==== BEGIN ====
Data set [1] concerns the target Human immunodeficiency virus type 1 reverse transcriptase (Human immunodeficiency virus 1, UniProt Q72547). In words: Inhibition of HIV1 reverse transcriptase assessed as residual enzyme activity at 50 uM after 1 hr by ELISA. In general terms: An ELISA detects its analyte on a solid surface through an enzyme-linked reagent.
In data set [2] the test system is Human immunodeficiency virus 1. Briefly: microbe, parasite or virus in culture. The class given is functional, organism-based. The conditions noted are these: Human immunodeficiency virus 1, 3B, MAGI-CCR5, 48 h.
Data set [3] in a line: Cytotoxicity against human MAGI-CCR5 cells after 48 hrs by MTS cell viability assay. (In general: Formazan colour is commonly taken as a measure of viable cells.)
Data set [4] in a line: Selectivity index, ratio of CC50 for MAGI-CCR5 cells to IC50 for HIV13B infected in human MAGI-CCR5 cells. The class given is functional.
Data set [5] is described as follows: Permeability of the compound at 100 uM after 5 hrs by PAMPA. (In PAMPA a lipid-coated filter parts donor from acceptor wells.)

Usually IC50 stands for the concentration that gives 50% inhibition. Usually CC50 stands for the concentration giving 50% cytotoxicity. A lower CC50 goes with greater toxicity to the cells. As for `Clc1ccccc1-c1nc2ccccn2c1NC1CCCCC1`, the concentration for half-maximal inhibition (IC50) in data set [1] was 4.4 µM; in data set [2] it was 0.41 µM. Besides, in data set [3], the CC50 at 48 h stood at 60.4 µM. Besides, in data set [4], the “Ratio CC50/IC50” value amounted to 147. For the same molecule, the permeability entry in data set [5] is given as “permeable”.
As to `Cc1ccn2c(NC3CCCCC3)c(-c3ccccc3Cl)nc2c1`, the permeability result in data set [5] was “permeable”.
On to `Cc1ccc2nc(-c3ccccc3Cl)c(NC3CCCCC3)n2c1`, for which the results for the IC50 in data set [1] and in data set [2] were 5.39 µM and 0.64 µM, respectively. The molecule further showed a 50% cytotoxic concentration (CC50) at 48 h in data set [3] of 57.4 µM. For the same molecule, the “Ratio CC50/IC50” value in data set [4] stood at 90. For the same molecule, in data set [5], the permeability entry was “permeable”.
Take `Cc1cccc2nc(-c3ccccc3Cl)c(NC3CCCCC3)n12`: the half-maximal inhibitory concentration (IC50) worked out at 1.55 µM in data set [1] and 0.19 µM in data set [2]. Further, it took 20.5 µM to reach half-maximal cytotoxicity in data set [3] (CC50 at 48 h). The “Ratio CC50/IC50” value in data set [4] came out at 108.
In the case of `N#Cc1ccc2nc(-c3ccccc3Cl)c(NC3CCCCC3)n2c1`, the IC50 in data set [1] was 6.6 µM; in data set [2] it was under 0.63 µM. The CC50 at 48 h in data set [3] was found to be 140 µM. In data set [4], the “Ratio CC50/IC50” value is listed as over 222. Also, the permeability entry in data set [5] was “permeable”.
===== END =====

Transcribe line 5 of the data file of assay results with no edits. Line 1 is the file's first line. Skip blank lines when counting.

Data set [5] is described as follows: Permeability of the compound at 100 uM after 5 hrs by PAMPA. (In PAMPA a lipid-coated filter parts donor from acceptor wells.)